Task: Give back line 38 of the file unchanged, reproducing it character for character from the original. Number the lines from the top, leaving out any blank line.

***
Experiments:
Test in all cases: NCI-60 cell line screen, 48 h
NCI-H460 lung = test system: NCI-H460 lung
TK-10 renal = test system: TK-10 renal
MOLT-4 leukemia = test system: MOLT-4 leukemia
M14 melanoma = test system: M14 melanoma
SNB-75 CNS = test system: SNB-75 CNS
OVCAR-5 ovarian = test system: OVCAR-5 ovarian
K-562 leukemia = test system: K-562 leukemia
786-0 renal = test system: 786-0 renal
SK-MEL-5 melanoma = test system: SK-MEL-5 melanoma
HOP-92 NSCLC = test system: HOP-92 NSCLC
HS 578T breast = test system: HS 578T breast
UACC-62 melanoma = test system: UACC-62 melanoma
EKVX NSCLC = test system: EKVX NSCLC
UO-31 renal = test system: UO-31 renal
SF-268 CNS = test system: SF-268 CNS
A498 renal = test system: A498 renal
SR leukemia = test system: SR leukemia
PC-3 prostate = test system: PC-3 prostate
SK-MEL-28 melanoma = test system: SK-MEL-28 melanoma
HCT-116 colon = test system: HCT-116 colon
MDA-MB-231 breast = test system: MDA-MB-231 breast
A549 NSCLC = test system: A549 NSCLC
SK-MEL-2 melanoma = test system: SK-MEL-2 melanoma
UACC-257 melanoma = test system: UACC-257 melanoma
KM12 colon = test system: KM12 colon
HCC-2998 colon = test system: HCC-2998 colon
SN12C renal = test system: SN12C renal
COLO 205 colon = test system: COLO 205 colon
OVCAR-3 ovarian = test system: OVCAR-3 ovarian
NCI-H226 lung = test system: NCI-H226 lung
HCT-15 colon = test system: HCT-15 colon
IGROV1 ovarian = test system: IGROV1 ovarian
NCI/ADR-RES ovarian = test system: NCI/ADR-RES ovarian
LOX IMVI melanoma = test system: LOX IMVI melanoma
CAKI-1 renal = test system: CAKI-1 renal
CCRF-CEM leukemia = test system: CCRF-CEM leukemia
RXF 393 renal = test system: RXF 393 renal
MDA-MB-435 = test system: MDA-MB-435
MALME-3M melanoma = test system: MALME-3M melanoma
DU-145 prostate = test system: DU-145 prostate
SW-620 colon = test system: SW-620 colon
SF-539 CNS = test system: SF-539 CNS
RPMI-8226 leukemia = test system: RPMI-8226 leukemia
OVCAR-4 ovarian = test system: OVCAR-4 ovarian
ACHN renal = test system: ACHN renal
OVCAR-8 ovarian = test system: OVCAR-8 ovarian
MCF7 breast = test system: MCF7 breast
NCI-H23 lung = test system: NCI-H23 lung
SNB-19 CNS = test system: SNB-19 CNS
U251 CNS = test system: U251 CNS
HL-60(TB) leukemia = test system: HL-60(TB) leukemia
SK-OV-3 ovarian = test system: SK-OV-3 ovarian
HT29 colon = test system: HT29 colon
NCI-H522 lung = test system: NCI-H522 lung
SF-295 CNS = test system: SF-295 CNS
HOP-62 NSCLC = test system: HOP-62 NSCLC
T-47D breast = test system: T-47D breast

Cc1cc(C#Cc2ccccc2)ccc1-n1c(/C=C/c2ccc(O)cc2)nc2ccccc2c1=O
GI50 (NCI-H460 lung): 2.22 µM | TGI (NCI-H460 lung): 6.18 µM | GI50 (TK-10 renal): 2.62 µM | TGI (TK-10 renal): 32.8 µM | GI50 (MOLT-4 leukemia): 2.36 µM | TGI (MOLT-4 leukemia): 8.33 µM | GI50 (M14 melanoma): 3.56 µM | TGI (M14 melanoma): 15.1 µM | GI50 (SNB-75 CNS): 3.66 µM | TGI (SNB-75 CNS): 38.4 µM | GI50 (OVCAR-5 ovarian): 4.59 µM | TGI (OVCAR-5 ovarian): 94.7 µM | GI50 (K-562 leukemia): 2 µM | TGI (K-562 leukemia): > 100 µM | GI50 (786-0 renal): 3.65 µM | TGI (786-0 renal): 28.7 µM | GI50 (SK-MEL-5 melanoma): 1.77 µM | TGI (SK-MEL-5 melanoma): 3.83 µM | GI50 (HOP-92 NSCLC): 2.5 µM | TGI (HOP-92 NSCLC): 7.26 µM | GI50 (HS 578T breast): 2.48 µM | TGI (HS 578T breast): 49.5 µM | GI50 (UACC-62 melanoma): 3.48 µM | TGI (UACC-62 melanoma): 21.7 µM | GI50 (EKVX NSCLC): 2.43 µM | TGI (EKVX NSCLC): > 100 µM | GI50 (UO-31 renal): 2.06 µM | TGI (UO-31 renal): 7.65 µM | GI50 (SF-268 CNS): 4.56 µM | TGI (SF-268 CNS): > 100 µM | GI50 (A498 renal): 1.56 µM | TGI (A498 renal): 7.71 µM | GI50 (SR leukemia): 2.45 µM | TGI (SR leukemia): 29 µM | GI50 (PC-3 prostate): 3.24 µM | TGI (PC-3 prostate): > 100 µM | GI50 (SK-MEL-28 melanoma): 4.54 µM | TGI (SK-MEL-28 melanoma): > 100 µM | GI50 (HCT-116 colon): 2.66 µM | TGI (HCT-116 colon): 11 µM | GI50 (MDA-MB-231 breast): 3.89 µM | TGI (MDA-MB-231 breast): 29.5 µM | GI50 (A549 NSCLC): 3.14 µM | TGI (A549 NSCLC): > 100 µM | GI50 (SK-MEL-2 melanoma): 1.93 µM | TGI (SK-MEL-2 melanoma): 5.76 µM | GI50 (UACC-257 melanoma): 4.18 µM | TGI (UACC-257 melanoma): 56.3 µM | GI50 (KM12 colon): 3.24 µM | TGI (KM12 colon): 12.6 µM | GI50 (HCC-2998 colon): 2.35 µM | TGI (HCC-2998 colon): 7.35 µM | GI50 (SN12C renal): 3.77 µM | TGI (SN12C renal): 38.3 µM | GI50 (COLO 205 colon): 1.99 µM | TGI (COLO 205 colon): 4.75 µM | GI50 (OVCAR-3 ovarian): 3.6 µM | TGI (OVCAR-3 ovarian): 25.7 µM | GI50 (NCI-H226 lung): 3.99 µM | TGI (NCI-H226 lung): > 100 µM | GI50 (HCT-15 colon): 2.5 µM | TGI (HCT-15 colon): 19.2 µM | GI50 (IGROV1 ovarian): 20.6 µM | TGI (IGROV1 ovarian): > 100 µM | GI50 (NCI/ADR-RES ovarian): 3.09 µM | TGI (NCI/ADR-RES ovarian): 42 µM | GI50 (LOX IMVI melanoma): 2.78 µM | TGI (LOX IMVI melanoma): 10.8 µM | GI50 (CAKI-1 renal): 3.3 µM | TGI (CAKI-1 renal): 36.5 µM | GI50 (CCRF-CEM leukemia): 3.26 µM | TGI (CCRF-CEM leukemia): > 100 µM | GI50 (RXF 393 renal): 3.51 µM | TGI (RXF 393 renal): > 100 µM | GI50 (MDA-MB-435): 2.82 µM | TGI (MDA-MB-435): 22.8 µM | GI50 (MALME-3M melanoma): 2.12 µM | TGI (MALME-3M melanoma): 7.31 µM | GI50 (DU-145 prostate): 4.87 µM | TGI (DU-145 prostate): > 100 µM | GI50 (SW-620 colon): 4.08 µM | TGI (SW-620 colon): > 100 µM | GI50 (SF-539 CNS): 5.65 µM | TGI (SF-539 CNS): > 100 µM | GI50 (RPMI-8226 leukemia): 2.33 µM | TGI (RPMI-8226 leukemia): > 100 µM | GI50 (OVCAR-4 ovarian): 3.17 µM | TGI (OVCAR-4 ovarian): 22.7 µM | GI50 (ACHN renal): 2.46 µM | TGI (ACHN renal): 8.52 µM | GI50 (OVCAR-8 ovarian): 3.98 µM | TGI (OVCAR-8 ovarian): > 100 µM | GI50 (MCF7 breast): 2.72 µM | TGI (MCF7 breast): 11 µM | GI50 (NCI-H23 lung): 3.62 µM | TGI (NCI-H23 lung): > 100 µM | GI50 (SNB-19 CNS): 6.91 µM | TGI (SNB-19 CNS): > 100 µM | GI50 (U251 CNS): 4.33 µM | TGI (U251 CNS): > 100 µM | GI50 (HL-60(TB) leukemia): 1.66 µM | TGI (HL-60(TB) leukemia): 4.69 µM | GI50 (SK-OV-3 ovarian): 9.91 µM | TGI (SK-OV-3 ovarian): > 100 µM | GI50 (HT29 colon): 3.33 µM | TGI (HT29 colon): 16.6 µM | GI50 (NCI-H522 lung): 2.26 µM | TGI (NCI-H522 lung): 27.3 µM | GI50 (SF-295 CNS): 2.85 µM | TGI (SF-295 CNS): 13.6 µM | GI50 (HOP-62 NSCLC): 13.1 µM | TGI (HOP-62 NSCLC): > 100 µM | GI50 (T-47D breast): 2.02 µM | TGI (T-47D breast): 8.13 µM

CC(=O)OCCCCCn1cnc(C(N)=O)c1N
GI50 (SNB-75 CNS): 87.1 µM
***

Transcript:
CCRF-CEM leukemia = test system: CCRF-CEM leukemia